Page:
It was interesting to see both the Dallas Stars and St. Louis Blues make the biggest moves of the day, bolstering their center ice corps with Jason Spezza and Paul Stastny, respectively. Colorado responded to losing Stastny by signing Jarome Iginla to a three-year deal, a contract that could very well be one of the biggest backfires of the day. Iginla worked out so well in Boston because the Bruins are a big team that cycles the puck and powers through its opponents. The young and eager Avalanche, on the other hand, is a team that likes to move its feet and the puck very quickly and there are real concerns about whether or not Iginla will be able to keep up that kind of pace.
Speaking of pace, the Kings and Blackhawks have set the pace for everyone else to follow. Whether any of them did enough for them to challenge the two powers of the west remains to be seen, but it doesn’t seem likely.
NIGHTMARE OF A LIFETIME No player’s stock dropped during the playoffs more precipitously than Thomas Vanek’s. But Vanek still got his wish, signing with the Minnesota Wild for three years and $19.5 million. Had he been chasing the money, he would have taken the New York Islanders offer of seven years and $50 million earlier this season.
Vanek thought at the time that he’d still be able to command big money and a long term, but he wasn’t going to get it from the Wild after a playoff run with the Montreal Canadiens in which he looked brilliant at times, uninterested and lifeless at others.
Even though Vanek seemed to get his desired destination, this year’s free agency period can be classified as nothing short of a disaster of biblical proportions for him. When he turned down the Islanders, he did so because unrestricted free agency represented a once-in-a-lifetime opportunity. For him to settle for what he did with the Wild indicates he missed out on a great opportunity instead of receiving one.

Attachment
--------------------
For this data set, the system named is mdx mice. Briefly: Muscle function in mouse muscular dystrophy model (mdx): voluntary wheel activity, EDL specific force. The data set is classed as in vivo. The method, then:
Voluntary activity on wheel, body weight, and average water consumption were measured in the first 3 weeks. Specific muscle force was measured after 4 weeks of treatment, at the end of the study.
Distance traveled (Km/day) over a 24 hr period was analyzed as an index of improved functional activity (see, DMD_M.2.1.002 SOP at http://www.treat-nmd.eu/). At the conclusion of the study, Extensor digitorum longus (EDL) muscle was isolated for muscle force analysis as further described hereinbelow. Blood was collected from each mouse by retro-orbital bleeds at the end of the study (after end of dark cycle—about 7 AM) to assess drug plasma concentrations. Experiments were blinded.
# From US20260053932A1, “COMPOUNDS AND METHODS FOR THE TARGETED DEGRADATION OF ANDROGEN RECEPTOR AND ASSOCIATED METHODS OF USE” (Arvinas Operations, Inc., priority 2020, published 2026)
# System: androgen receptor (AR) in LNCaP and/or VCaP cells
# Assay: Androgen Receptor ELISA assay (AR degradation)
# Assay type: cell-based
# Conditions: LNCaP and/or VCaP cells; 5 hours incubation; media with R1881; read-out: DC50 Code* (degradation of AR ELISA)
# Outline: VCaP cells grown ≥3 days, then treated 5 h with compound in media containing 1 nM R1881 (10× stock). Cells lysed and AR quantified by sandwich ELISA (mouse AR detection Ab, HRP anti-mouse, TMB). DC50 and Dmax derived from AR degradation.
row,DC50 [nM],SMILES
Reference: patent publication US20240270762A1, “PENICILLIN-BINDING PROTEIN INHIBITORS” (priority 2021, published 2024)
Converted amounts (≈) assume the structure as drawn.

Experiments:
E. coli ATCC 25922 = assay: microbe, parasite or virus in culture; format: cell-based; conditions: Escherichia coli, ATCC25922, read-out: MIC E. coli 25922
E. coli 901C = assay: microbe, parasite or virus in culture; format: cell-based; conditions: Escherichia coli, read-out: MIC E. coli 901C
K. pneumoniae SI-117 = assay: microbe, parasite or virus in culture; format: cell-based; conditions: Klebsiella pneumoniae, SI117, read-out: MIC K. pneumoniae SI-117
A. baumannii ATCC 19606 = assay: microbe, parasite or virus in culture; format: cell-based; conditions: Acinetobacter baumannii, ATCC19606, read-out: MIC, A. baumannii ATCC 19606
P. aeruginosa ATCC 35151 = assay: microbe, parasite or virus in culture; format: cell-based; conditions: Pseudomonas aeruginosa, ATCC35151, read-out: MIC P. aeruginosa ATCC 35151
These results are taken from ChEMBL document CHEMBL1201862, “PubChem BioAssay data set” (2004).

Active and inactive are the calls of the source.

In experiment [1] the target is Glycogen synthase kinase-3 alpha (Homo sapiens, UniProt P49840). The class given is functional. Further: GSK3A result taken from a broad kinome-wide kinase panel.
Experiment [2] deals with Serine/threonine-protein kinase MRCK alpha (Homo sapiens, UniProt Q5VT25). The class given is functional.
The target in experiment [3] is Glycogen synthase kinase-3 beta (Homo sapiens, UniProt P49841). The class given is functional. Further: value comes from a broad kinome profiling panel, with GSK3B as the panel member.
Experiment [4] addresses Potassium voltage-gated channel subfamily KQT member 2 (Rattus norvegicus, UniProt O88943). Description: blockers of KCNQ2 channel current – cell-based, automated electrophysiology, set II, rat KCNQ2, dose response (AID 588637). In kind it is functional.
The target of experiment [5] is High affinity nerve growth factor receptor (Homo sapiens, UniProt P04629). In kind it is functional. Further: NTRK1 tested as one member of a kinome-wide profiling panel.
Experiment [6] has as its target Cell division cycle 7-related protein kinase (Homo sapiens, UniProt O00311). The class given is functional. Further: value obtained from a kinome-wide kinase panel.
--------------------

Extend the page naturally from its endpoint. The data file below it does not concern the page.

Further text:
PANTHERS ON THE PROWL You could argue that no team in the league improved itself as dramatically as the Florida Panthers did. That speaks as much to their salary cap situation and how bad they were last year more than it does to the players they acquired.
Florida GM Dale Tallon was the most aggressive GM in the league on Day 1 of free agency, signing a total of six players, highlighted by a five-year, $27.5 million deal to David Bolland that could end up looking rather, um, dubious in the last two years of the deal. But Tallon had the unique problem of getting up to the $50 million salary floor, which he has now accomplished by adding Bolland, Jussi Jokinen, Derek MacKenzie, Shawn Thornton, Willie Mitchell and Al Montoya.
You could argue that Tallon overpaid for every one of them and you probably wouldn’t get much of an argument from the Panthers GM. Such is the situation when you have to spend up to a cap that probably makes almost no sense as a business model for the Panthers, but one to which they must adhere. It’s kind of funny how teams such as the Panthers often get shut out by big spenders in free agency, but got most of their players simply because they had the cap space to offer deals with which teams flush with money simply could not compete.